A Call for Mentors

We all have something to teach and something to learn.

By Sarwat Salim, MD
 

Throughout my career journey in academic medicine, I have been privileged to mentor many students, residents, fellows, and colleagues in ophthalmology. I believe that helping someone achieve his or her full potential through mentoring is one of the best gifts professionals can offer. Often directed towards academic growth and advancement, mentoring can also have a positive impact on an individual personally, emotionally, and socially.

Traditionally, the mentorship role in any discipline is reserved for older, experienced individuals who guide younger professionals to help them develop specific skills over time. While I strongly value years of service and experience, I also believe that one can take on this role at any career stage. As long as a person has the passion and is willing to be accessible, the opportunities and rewards are unlimited. Furthermore, I encourage mentees to seek guidance and advice from several mentors with diverse backgrounds and experiences and to learn different perspectives and strategies for achieving their ultimate goals.

DIFFERENT STYLES

Mentorship has many different styles and may occur formally or informally. During residency and fellowship training, the format is structured; professionals share their experience, knowledge, and clinical and surgical skills with trainees. Equally important is informal mentoring where one leads by example. It does not require any additional time or special effort, but the impact is profound. This approach helps mentees develop core values, including a strong work ethic, patience, communication skills, respect, trust, empathy, and leadership.

As I was building my own career, I often wondered why more people did not want to serve as formal mentors or support others. I witnessed and even encountered some individuals who were more obstructionists than facilitators. Was the problem a lack of interest? Lack of time? Lack of awareness? Was it a total disregard for another person’s aspirations and dreams? Was it personal or professional envy? Unfortunately, the questions remain without answers.

TWO-WAY BENEFITS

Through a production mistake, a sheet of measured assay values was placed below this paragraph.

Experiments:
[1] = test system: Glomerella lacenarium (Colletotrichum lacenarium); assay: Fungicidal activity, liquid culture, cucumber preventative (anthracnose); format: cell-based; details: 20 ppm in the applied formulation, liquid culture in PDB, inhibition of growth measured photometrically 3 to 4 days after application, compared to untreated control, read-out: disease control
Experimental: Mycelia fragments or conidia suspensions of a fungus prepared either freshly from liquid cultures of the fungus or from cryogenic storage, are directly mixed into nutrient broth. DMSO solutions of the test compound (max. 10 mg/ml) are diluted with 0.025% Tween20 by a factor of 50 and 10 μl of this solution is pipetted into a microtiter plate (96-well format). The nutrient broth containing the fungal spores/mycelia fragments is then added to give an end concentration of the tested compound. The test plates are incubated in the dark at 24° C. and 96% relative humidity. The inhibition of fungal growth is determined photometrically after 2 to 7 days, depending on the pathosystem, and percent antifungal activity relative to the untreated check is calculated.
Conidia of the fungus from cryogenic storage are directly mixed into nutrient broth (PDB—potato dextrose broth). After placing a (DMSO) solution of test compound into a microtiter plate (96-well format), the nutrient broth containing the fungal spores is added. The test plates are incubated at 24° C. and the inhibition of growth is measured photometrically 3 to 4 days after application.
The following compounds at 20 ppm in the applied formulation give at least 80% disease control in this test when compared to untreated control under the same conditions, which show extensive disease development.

Many physicians have discovered that mentoring is a mutually beneficial process. It is a privilege to shape someone else’s career and to make a difference in his or her life. Mentoring allows mentors to reflect on their own academic journey and provides some perspective on and understanding of how to be of value to others. Mentors can provide guidance based on their own successes and failures to make the transition easier for others. Mentees may challenge mentors’ knowledge and creativity, thereby motivating mentors to stay current and active in their field. This partnership also expands a mentor’s professional network and interpersonal relationships. Mentees often become mentors’ advocates and lifelong friends.

Mentoring reveals that people are different. Because backgrounds, needs, and career goals vary, the approach has to be individualized. Over time, the mentor becomes more open-minded, organized, and patient, and he or she becomes a better listener and a more effective communicator. This evolution develops an inspiring, respected, and well-rounded leader.

In summary, mentoring benefits everyone, because everyone has something to give and everyone has something to gain. I encourage my colleagues to seek opportunities to mentor someone!

Sarwat Salim, MD
• professor of ophthalmology and chief, Glaucoma Service, Medical College of Wisconsin, Milwaukee
• (414) 955-7998; ssalim@mcw.edu

 

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